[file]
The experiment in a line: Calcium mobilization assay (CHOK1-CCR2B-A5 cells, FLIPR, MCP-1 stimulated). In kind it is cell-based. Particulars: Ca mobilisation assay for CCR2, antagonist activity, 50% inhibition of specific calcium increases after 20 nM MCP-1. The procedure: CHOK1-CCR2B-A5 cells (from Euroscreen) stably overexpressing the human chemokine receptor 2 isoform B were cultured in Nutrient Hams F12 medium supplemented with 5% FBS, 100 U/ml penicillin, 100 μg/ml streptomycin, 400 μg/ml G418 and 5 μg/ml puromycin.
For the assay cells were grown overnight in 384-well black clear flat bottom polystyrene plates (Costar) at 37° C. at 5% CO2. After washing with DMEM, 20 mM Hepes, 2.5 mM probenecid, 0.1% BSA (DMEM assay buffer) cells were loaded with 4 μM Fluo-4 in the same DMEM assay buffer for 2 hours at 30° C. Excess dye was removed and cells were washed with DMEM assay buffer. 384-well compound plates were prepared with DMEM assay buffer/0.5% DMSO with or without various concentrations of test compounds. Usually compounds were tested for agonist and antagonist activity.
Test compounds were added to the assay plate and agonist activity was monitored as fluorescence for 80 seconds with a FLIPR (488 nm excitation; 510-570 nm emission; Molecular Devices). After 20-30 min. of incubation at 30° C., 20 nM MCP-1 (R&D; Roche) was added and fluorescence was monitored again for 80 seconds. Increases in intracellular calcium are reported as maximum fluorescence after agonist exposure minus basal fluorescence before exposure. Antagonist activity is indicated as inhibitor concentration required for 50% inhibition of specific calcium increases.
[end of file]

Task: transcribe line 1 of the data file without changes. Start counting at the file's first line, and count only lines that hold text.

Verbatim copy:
The experiment in a line: Calcium mobilization assay (CHOK1-CCR2B-A5 cells, FLIPR, MCP-1 stimulated). In kind it is cell-based. Particulars: Ca mobilisation assay for CCR2, antagonist activity, 50% inhibition of specific calcium increases after 20 nM MCP-1. The procedure: CHOK1-CCR2B-A5 cells (from Euroscreen) stably overexpressing the human chemokine receptor 2 isoform B were cultured in Nutrient Hams F12 medium supplemented with 5% FBS, 100 U/ml penicillin, 100 μg/ml streptomycin, 400 μg/ml G418 and 5 μg/ml puromycin.